Gov. Andrew Cuomo’s proposed budget cuts nearly $60 million of funding for 1,300 local governments across New York to make way for his proposed $175 billion state budget. A spokesman from Gov. Cuomo’s office explained that the cut in funding to local governments can be reversed if the legislature supports new taxes on internet retail sales.
Gov. Gina Raimondo released details of her $9.9 billion budget that closes the $200 million deficit while spending more on education. Rhode Island would be able to increase state spending and close a budget gap due to higher-than-forecasted state revenues this past Fall. Gov. Raimondo’s budget also grows state taxes through provisions that expand the sales tax to cover more services and require large companies to cover more of their employee’s Medicaid costs. Gov. Raimondo also proposes legalizing recreational marijuana and taxing marijuana sales to generate more revenue.
Gov. Jim Justice announced a $4.675 billion budget—an increase of 1.73 percent from last year. Gov. Justice’s budget does not utilize the state’s $718.6 million rainy day fund, and the state may generate a surplus with revenue forecasted to grow 16 percent faster than spending. The largest line items of Gov. Justice’s budget are education, health programs, and public safety initiatives, which comprise 80.6 percent of the budget altogether.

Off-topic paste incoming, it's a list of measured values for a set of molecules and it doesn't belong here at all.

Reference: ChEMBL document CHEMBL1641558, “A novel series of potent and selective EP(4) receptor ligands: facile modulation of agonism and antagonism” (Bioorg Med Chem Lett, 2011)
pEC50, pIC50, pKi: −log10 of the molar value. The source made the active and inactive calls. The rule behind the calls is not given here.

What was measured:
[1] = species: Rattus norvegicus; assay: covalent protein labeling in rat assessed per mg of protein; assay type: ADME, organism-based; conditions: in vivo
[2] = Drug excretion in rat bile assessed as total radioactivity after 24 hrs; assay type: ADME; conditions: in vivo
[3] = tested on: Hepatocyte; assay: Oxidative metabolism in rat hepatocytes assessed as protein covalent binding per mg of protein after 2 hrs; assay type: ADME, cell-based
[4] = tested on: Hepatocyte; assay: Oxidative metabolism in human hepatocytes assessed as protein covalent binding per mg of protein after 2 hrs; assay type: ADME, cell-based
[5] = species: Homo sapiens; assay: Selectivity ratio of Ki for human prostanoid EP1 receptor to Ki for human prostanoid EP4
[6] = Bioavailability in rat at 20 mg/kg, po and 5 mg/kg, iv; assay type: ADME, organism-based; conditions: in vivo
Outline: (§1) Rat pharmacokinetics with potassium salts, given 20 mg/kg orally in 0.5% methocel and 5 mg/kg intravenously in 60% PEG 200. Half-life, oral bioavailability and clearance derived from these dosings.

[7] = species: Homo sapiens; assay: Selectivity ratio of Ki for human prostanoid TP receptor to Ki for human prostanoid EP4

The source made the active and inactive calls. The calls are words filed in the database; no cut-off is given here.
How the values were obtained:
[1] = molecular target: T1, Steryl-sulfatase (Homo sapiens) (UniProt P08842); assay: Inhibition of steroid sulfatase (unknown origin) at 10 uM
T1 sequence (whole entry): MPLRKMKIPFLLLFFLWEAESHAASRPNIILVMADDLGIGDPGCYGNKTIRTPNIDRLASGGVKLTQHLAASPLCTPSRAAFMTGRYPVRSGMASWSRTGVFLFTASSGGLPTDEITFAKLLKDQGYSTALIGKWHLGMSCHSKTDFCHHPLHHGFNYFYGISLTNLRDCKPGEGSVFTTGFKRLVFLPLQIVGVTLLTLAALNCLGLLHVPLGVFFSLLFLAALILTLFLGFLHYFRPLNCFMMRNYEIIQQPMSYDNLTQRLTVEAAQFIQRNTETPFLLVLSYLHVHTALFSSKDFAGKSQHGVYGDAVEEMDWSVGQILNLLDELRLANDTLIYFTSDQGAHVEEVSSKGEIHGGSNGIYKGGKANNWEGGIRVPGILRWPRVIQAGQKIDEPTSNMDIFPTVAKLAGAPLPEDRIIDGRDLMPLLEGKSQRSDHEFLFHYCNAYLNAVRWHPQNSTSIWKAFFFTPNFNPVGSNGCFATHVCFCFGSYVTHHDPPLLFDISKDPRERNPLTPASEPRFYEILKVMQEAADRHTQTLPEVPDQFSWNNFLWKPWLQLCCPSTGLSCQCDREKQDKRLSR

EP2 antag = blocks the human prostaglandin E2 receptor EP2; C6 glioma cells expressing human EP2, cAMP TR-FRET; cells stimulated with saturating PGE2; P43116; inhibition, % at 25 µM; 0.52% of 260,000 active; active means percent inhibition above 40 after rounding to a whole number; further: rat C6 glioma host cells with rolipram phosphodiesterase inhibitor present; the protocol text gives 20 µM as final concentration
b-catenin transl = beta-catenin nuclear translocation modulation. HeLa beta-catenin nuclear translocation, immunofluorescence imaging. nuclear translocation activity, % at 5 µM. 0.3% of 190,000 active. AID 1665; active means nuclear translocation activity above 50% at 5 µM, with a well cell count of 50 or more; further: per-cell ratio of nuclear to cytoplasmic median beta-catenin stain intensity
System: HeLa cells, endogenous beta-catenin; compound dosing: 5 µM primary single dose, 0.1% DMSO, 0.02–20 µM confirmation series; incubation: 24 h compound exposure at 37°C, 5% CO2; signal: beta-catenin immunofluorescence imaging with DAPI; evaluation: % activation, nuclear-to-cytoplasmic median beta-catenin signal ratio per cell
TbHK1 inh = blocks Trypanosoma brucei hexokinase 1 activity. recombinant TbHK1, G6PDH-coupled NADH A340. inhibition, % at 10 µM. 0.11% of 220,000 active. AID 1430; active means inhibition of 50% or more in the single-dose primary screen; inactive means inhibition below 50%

Following the state Supreme Court’s reversal of pension reform legislation passed last year, the Kentucky Legislature formed a bipartisan working group to explore fixes to Kentucky’s pension system. Kentucky’s pension system is one of the worst funded in the country. ALEC’s annual Unaccountable and Unaffordable publication finds the Kentucky Retirement System (KYRET) is only 20.9 percent funded as of 2017, due to a variety of factors including insufficient annual pension contributions and overly inflated rate of return expectations for investments
Pennsylvania public pensions began as some of the best in the country when they were established following the First World War, but years of poor policy decisions have resulted in the state retirement system now being one of the worst funded. In ALEC’s 2017 Unaccountable and Unaffordable publication, Pennsylvania only has 28.1 percent of the funds necessary to keep the promise made to public employees.